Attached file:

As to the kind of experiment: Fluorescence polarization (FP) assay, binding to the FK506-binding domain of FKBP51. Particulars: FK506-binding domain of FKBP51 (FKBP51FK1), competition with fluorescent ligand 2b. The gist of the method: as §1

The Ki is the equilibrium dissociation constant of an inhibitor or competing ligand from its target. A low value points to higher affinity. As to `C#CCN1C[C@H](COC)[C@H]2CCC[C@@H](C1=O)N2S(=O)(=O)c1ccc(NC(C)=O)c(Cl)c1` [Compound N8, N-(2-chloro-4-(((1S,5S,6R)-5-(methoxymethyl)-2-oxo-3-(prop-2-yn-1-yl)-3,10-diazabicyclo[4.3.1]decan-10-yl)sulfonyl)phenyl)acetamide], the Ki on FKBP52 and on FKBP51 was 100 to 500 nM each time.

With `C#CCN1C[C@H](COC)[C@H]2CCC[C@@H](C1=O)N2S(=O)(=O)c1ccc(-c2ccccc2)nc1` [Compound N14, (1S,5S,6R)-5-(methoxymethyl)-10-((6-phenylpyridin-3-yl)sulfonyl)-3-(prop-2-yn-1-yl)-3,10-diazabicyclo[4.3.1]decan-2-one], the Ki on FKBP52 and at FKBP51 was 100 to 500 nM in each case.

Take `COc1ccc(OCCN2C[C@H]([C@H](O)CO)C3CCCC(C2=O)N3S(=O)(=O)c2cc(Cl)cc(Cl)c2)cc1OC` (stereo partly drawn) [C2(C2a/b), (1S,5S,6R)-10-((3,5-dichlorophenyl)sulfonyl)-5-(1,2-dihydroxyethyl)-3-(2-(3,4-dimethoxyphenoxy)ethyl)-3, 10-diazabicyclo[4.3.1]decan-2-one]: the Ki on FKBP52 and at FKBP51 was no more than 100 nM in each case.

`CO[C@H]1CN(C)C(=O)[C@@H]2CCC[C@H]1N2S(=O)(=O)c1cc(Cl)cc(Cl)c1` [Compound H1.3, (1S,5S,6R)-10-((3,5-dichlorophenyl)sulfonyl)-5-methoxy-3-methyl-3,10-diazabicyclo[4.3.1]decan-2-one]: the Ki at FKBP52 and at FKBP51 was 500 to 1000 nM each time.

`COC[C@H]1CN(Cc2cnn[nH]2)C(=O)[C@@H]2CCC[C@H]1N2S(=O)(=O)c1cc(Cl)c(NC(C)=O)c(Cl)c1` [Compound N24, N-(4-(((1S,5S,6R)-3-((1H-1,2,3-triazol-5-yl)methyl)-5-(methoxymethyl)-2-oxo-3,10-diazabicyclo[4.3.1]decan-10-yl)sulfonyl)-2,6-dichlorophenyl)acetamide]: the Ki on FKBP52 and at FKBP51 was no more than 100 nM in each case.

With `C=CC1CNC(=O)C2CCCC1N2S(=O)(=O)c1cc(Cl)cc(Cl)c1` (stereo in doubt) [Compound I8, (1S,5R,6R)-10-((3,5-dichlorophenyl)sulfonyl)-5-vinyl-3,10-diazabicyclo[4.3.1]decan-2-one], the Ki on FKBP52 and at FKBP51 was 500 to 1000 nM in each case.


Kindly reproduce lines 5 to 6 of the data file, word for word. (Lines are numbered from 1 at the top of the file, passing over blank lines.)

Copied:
`CO[C@H]1CN(C)C(=O)[C@@H]2CCC[C@H]1N2S(=O)(=O)c1cc(Cl)cc(Cl)c1` [Compound H1.3, (1S,5S,6R)-10-((3,5-dichlorophenyl)sulfonyl)-5-methoxy-3-methyl-3,10-diazabicyclo[4.3.1]decan-2-one]: the Ki at FKBP52 and at FKBP51 was 500 to 1000 nM each time.

`COC[C@H]1CN(Cc2cnn[nH]2)C(=O)[C@@H]2CCC[C@H]1N2S(=O)(=O)c1cc(Cl)c(NC(C)=O)c(Cl)c1` [Compound N24, N-(4-(((1S,5S,6R)-3-((1H-1,2,3-triazol-5-yl)methyl)-5-(methoxymethyl)-2-oxo-3,10-diazabicyclo[4.3.1]decan-10-yl)sulfonyl)-2,6-dichlorophenyl)acetamide]: the Ki on FKBP52 and at FKBP51 was no more than 100 nM in each case.